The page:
About 200,000 people have gathered in Moscow to hear Vladimir Putin speak at a pro-war rally ahead of the first anniversary of Russia’s invasion of Ukraine.
Huge crowds assembled in the capital as the Russian president took to the stage at the “Glory to Defenders of the Fatherland” concert, held at the Luzhniki Stadium on Wednesday.
Mr Putin called on them to chant “Russia, Russia” in a show of support for those serving in the armed forces.
“They fight heroically, courageously, bravely. We are proud of them,” Mr Putin told his audience, who waved red, blue and white flags.
“Today, they are supported by the whole country,” he added.
Mr Putin said he had just been updated by military chiefs on the situation in Ukraine, telling the crowds: “When we are together, we have no equal.
“To the unity of the Russian people.”
His address was delivered on the eve of a holiday in Russia on Thursday to honour people serving in the armed forces.
In an earlier speech on Tuesday, Mr Putin blamed the West for starting the war in Ukraine as he suspended participation in a key nuclear treaty.
Mr Putin said the West “released the genie from the bottle” in the decade prior to the war by starting other conflicts.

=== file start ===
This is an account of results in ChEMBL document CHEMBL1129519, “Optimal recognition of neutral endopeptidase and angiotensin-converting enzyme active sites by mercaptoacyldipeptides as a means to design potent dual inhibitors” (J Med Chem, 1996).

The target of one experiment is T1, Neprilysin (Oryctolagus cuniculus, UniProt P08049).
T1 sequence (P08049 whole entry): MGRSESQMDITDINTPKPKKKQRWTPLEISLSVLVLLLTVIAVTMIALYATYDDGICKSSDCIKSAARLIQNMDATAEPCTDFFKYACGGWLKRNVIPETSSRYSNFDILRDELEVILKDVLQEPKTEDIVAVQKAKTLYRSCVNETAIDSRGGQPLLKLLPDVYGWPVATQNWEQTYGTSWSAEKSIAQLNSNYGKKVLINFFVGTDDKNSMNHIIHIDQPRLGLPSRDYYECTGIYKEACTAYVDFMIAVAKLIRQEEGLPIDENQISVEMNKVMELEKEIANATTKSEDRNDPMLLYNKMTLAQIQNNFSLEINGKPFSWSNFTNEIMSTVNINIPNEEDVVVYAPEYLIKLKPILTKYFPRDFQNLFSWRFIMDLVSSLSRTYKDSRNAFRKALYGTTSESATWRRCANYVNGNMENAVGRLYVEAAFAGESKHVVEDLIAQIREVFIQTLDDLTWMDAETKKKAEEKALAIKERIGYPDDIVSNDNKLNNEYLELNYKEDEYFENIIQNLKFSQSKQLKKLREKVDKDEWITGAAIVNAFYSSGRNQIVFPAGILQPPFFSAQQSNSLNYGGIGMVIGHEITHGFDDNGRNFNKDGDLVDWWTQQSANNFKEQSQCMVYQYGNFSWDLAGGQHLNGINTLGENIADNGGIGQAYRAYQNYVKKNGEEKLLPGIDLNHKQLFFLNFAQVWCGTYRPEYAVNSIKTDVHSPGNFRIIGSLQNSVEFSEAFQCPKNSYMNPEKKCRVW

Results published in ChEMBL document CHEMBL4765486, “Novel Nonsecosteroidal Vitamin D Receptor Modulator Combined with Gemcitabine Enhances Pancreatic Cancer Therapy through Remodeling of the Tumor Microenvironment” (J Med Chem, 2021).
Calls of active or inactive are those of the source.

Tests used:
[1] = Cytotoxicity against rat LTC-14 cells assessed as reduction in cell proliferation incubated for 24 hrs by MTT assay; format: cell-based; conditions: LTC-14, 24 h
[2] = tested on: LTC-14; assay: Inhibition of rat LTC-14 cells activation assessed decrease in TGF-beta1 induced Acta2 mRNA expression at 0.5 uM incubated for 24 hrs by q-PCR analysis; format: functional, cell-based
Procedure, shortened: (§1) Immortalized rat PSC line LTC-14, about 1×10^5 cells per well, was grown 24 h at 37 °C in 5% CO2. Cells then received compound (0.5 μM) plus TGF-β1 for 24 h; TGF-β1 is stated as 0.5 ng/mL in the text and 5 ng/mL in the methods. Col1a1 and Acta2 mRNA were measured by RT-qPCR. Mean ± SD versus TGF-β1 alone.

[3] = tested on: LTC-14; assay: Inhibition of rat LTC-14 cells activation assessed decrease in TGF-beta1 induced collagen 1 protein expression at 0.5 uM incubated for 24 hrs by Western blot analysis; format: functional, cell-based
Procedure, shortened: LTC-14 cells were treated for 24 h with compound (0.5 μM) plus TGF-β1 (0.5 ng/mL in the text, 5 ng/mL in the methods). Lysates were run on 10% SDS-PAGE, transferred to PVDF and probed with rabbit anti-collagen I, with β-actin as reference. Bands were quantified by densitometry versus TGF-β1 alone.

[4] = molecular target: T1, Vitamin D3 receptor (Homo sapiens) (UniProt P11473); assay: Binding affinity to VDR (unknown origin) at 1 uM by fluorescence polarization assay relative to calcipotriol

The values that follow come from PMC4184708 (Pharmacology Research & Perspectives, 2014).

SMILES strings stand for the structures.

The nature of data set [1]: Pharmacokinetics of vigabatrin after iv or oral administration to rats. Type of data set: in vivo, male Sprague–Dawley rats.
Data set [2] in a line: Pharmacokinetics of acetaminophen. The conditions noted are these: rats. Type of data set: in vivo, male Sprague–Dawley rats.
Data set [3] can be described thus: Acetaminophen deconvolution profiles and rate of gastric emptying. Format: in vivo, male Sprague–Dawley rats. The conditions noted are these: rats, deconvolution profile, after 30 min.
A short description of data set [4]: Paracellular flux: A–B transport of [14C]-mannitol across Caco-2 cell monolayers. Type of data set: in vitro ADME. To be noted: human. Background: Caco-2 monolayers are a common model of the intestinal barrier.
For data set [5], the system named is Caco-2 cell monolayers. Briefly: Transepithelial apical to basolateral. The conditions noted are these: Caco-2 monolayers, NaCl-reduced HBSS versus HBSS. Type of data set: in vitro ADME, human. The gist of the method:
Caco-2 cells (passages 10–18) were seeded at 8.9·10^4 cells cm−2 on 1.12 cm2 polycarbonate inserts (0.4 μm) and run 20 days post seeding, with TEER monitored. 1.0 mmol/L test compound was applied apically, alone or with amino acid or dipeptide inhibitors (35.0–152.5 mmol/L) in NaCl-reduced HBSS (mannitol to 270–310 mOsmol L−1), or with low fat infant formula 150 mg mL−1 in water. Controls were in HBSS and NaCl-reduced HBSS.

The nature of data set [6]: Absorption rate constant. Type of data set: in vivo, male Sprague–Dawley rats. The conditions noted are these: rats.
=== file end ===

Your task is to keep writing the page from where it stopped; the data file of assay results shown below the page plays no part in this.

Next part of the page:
And he vowed Moscow would “continue to resolve the objectives” of what the Kremlin describes as a “special military operation”.
But US President Joe Biden warned his Russian counterpart had made a “big mistake” by announcing he would suspend participation in the New START nuclear accord.
He said he would defend “every inch of NATO” at the Bucharest Nine summit in Warsaw.
“What is at stake is not just Ukraine, it is freedom,” Mr Biden said.
“Things have changed radically, we have to make sure we change them back.”
Russia’s invasion has left millions displaced, with more than 8,000 civilians recorded as killed in the conflict, according to the UN human rights office.
Thousands more are thought to have been killed.
Meanwhile, recent bombing has destroyed 95 different educational institutions and damaged more than 1,000 – with schools told to teach students remotely in some parts of Ukraine from Wednesday, as fears grow of shelling ahead of the first anniversary of the war on Friday.